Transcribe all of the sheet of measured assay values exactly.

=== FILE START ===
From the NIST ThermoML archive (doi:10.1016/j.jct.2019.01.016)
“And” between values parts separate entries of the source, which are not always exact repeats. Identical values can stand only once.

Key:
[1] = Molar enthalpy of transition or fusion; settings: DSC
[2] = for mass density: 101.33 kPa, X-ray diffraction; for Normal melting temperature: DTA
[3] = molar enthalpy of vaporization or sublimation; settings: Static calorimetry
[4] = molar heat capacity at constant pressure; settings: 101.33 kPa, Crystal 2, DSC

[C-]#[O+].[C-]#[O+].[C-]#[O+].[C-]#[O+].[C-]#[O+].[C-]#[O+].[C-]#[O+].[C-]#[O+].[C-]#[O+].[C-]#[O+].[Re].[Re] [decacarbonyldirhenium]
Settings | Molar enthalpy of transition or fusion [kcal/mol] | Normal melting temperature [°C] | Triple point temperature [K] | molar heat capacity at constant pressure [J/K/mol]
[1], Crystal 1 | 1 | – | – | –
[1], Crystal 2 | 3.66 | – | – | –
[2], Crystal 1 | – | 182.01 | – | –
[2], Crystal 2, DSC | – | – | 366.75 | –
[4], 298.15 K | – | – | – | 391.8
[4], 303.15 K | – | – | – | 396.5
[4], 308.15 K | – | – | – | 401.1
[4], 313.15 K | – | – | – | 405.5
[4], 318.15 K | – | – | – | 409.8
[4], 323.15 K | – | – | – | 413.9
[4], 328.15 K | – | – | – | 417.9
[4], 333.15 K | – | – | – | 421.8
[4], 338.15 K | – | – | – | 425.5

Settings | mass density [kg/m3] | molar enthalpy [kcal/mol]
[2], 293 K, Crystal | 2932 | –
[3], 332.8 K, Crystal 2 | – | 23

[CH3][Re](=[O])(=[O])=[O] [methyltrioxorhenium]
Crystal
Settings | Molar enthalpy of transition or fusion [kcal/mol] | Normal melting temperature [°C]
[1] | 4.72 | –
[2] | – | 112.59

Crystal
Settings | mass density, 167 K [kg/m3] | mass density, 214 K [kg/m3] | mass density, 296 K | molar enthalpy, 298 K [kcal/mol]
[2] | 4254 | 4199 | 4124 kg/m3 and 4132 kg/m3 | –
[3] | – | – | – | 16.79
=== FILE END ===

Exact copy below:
From the NIST ThermoML archive (doi:10.1016/j.jct.2019.01.016)
“And” between values parts separate entries of the source, which are not always exact repeats. Identical values can stand only once.

Key:
[1] = Molar enthalpy of transition or fusion; settings: DSC
[2] = for mass density: 101.33 kPa, X-ray diffraction; for Normal melting temperature: DTA
[3] = molar enthalpy of vaporization or sublimation; settings: Static calorimetry
[4] = molar heat capacity at constant pressure; settings: 101.33 kPa, Crystal 2, DSC

[C-]#[O+].[C-]#[O+].[C-]#[O+].[C-]#[O+].[C-]#[O+].[C-]#[O+].[C-]#[O+].[C-]#[O+].[C-]#[O+].[C-]#[O+].[Re].[Re] [decacarbonyldirhenium]
Settings | Molar enthalpy of transition or fusion [kcal/mol] | Normal melting temperature [°C] | Triple point temperature [K] | molar heat capacity at constant pressure [J/K/mol]
[1], Crystal 1 | 1 | – | – | –
[1], Crystal 2 | 3.66 | – | – | –
[2], Crystal 1 | – | 182.01 | – | –
[2], Crystal 2, DSC | – | – | 366.75 | –
[4], 298.15 K | – | – | – | 391.8
[4], 303.15 K | – | – | – | 396.5
[4], 308.15 K | – | – | – | 401.1
[4], 313.15 K | – | – | – | 405.5
[4], 318.15 K | – | – | – | 409.8
[4], 323.15 K | – | – | – | 413.9
[4], 328.15 K | – | – | – | 417.9
[4], 333.15 K | – | – | – | 421.8
[4], 338.15 K | – | – | – | 425.5

Settings | mass density [kg/m3] | molar enthalpy [kcal/mol]
[2], 293 K, Crystal | 2932 | –
[3], 332.8 K, Crystal 2 | – | 23

[CH3][Re](=[O])(=[O])=[O] [methyltrioxorhenium]
Crystal
Settings | Molar enthalpy of transition or fusion [kcal/mol] | Normal melting temperature [°C]
[1] | 4.72 | –
[2] | – | 112.59

Crystal
Settings | mass density, 167 K [kg/m3] | mass density, 214 K [kg/m3] | mass density, 296 K | molar enthalpy, 298 K [kcal/mol]
[2] | 4254 | 4199 | 4124 kg/m3 and 4132 kg/m3 | –
[3] | – | – | – | 16.79